Minneapolis mold builder and injection molder Dynamic Group is opening a new chapter in its history, with a recent transition to second-generation leadership.
Dynamic Engineering was founded in 1977 by two toolmakers, Dave Kalina and Peter McGillivray, eventually renamed Dynamic Group to reflect the businesses' expanded capabilities. In January 2016 the founders transferred management duties to three second-generation family members: Joe McGillivray, CEO; Steve Kalina, president; and Brian Kalina, vice president operations.
The three leaders each started at the organization at age 13, working as “maintenance technicians” — sweeping floors, cleaning toilets. Joe McGillivray remembers how on his first day of work, his dad introduced him to the closely held workplace philosophy of demonstrating initiative, drive, leadership and commitment:
“Following a pleasant conversation during our commute, my dad stopped me, looked me directly in the eye, and calmly told me that I ‘was the easiest person to fire in the whole building,'” he recalled. “His complete lack of agitation was the only thing that kept my jaw from hitting the floor.”
Like it or not, his dad explained, some people would see Joe as an extension of his father, and he would be watched very closely.
“I quickly realized that he wasn't threatening me, he was helping me understand what it means to work in a family business: our employees' livelihoods are at risk, being a SOB [son of boss] means that expectations are higher, and that my role in the company was earned by my contribution,” McGillivray said.
As a toolmaker, the elder McGillivray embraced the mantra “measure twice and cut once,” applying it as well to how the business is run, and to the succession process.
The three second-generation leaders took different paths to their present roles. Brian Kalina went to Saint Paul College and became a toolmaker. Steve Kalina held roles at an injection molder before joining the Marines and completing two tours of duty in Iraq. Joe graduated from Gustavus Adolphus College with a management degree, for a time worked in retail as a selling manager and even considered an architecture career before returning to Dynamic.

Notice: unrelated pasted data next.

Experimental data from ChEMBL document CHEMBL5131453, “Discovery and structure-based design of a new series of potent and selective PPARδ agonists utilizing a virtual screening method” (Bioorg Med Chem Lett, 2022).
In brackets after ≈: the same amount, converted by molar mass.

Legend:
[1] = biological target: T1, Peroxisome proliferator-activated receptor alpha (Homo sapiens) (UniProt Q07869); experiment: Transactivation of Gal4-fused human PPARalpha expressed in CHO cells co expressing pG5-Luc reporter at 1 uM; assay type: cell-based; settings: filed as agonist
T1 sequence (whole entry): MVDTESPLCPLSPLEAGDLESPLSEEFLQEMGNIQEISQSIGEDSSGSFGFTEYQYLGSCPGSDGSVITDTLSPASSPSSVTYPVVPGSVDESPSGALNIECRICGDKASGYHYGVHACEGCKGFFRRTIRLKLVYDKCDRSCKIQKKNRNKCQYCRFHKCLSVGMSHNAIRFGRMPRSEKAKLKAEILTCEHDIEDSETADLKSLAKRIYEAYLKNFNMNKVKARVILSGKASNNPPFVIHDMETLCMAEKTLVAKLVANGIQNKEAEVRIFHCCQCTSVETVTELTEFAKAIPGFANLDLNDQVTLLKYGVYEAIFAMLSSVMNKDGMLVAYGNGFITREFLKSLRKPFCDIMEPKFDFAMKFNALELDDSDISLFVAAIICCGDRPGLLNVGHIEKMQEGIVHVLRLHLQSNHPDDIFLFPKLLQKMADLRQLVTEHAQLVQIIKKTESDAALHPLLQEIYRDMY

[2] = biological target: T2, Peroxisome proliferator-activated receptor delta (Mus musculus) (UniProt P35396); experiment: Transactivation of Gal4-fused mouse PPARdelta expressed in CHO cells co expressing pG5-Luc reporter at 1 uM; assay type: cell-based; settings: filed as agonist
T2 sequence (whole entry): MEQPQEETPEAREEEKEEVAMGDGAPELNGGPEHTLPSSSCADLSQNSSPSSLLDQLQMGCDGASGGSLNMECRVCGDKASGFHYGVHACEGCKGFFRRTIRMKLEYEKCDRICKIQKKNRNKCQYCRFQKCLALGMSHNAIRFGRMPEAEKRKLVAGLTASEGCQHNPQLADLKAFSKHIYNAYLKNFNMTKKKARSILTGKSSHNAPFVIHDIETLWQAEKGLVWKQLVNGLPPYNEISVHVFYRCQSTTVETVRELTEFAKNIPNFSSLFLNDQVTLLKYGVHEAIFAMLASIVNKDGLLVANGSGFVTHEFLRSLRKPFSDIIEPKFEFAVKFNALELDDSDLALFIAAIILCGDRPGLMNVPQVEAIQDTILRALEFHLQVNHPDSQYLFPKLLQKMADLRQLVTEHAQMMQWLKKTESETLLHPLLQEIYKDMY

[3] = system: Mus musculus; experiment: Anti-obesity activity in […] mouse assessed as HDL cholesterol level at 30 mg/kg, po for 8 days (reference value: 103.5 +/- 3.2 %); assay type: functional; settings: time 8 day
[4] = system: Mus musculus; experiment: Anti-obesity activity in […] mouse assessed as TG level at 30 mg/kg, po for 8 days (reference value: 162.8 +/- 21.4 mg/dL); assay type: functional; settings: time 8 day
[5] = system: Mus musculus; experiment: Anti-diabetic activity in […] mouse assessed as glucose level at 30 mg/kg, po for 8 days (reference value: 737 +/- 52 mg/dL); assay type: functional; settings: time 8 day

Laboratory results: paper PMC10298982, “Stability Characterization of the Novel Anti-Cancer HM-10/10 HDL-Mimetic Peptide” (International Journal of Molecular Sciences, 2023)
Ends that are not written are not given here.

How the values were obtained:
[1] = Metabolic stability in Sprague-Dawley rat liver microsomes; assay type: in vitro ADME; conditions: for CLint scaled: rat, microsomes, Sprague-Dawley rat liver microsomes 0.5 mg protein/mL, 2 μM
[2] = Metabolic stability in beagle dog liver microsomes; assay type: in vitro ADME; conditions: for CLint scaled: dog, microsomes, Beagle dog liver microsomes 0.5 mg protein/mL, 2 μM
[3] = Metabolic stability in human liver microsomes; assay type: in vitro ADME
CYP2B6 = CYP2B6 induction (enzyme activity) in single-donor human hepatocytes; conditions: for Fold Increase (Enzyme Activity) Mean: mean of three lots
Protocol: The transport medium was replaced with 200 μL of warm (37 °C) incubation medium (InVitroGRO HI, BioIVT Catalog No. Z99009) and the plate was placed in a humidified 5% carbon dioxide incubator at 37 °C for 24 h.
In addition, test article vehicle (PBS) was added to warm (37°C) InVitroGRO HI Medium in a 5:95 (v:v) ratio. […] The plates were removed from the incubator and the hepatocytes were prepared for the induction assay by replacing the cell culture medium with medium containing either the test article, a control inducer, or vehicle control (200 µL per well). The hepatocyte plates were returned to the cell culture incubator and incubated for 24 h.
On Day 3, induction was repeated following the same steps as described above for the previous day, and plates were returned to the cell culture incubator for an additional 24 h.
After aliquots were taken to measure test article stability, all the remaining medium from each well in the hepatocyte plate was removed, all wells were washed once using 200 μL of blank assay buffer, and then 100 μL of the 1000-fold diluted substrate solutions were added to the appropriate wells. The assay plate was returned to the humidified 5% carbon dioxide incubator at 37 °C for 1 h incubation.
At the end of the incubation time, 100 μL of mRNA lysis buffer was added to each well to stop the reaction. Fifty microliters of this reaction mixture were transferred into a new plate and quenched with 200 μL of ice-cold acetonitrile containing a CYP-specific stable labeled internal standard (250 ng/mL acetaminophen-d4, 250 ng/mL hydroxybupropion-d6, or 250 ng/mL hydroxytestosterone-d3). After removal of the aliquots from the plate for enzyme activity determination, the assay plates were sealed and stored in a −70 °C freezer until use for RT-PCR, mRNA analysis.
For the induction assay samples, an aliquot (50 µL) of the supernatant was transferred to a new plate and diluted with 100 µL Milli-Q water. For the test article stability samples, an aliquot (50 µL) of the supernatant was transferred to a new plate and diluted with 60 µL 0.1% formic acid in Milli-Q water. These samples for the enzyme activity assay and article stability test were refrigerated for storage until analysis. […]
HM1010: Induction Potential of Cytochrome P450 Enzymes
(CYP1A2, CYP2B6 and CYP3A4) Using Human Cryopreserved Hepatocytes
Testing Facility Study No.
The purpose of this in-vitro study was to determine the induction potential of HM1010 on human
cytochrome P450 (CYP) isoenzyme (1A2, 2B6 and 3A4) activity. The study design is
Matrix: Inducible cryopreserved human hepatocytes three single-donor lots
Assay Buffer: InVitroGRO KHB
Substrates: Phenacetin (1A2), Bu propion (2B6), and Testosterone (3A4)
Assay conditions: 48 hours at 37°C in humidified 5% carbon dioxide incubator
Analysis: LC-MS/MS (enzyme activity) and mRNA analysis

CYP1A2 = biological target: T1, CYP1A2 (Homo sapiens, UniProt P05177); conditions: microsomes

Peter McGillivray encouraged his son to carefully consider the decision, bringing him along on a business trip to meet customers and prospects and encouraging him to take time to think it over.
When it came time to lay out a path for succession, the second generation was first invited to begin observing management and board meetings, and from there responsibilities were gradually added. They saw first-hand the effects of the economic recession on the business. The founders even hired a psychologist specializing in evaluating business leaders — evidently the results were encouraging.
The three were eventually tasked with developing a formal transition proposal, with help from consultants, and implemented much of it as the founders gradually reduced their day-to-day involvement. Joe, Steve and Brian finally received their promotions nearly two years after the initial proposal, with the company founders taking on new roles as directors.
Joe McGillivray said that despite the incremental steps, taking on the official CEO role still had an impact. “I didn't expect it to feel different, because I'm not really doing a much different role than I had previously, but now the responsibility is clearly set on my and my partners' shoulders, and the responsibility is there and it feels different,” he said, adding that though the cautious pace of the transition could be frustrating at times, he sees its value.
“There is risk every day when you have a privately held, small company,” he said. “This isn't something that my dad and his partner started up because they had a bunch of money, and it was a hobby, and if it succeeds or fails, no big deal. They had — and have — almost everything riding on it, and not only that; 120 employees have a lot riding on it. So the slow-and-deliberate is necessary for them to feel safe and be able to go to bed at night — and for me as well — and know that I haven't made a rash decision, I haven't gambled, more than someone who has their own business does on a daily basis … and at the same time not letting it get in the way of change when change is needed, being able to move quick when you have to.”
He looks to local and industry-specific organizations as a way to balance the team's limited industry experience outside the family business — what he jokingly calls “inbred business experience” and is glad to have the support of partners.
“My dad has always said that partnerships are never perfect; there are always issues. But he said he'd never trade it for anything, that when times are bad, the value of a partner is hard to comprehend,” Joe McGillivray said. “The fact that I could come up with ideas and propose them and present them to two other guys who are in nearly the same seat I am, that grew up in the business and were trying to make this thing work for ourselves and for our fathers, and understand the gravity of the decisions we're making, not having to feel like this is all on my shoulders, I decided this — that is invaluable.”